Rafael Flores shows an older Jesus, prefiguring the Cross. Mary may have been scared, but her face is watchful, still loving, not showing fear or resistance to what must be; and no denial, either.

Merry Christmas III

With Domenikos the Greek, exiled to Spain.

El Greco, The Nativity

The centre of the Nativity is the Mother and Child. He glows, and she is overcome with Love. There is the darkness of the stable, but always the beauty and the Love. No angels are needed here.

El Greco, The Holy Family

Here Jesus is slightly older, on solids. I love his hair! Her face- she is overwhelmed by Events, but also courageous, able to face all that comes.

El Greco, The Holy Family

And just as there is the darkness of the stable, there is also always the Glory of Heaven.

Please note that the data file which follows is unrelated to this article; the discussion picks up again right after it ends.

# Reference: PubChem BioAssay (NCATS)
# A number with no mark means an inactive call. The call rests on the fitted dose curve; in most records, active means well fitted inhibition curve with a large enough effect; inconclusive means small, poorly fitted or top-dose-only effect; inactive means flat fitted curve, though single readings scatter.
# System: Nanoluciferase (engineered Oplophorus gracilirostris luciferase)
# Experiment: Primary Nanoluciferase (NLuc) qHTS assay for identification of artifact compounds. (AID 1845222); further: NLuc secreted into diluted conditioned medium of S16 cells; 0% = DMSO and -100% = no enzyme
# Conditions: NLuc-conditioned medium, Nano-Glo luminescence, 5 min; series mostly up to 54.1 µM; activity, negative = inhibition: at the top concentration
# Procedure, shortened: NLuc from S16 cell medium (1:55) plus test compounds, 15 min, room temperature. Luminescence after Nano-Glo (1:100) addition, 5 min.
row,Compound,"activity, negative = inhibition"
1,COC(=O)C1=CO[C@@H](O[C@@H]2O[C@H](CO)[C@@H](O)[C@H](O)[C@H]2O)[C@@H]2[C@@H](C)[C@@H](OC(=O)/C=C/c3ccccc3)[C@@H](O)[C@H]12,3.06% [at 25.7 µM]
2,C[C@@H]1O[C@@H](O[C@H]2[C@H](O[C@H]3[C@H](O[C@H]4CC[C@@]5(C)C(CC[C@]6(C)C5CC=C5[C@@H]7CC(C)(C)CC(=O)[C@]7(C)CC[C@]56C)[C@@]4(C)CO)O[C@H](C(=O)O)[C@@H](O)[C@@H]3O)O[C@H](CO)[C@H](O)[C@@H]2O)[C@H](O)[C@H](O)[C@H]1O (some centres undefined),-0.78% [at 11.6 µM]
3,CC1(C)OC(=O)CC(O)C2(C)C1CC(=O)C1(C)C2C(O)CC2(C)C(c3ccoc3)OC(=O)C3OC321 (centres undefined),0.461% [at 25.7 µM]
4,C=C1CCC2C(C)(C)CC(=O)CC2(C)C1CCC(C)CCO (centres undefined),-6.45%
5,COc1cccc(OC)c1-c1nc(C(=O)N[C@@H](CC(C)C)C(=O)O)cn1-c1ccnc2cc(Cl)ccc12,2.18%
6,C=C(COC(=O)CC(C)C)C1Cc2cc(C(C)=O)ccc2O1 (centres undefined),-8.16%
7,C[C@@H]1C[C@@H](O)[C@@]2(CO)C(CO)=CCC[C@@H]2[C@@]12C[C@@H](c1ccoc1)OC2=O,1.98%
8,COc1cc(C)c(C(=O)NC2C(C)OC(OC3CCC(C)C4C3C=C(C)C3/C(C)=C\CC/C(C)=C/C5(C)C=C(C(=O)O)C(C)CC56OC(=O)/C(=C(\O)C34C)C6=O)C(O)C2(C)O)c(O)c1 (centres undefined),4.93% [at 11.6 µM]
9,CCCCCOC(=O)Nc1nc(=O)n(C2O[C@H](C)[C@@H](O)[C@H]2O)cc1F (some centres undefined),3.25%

Perhaps I would do exactly the same things, and they would change from a cage to a springboard. I am growing and changing, and it is wonderful. Eliot:

The highest treason

to do the right thing for the wrong reason

Monday, I felt low. Sunday was so good. Monday was just back to the living room. I did not affirm myself, much, on Monday: I could not say it. In the evening, I knelt in my ritual space and affirmed, and my tears flowed. I thought,

When I affirm myself
I am in a space where I am real
If my emotions are too scary
I cannot go to that real space.

I have spent 11 Christmases in a row in Cardiff, and this year neither of us wanted that. I arranged somewhere else with someone else, and on Tuesday we decided to cancel as she was ill. It was not a potential date, just a friend, and we never discussed it, only emailed and messaged, to arrange and then to cancel.

What do I want? is on my mind. Interesting job? Greater income? Not particularly, actually. I do not discern any particular such desire in me.

I want heart-connection, 
real deep human connection.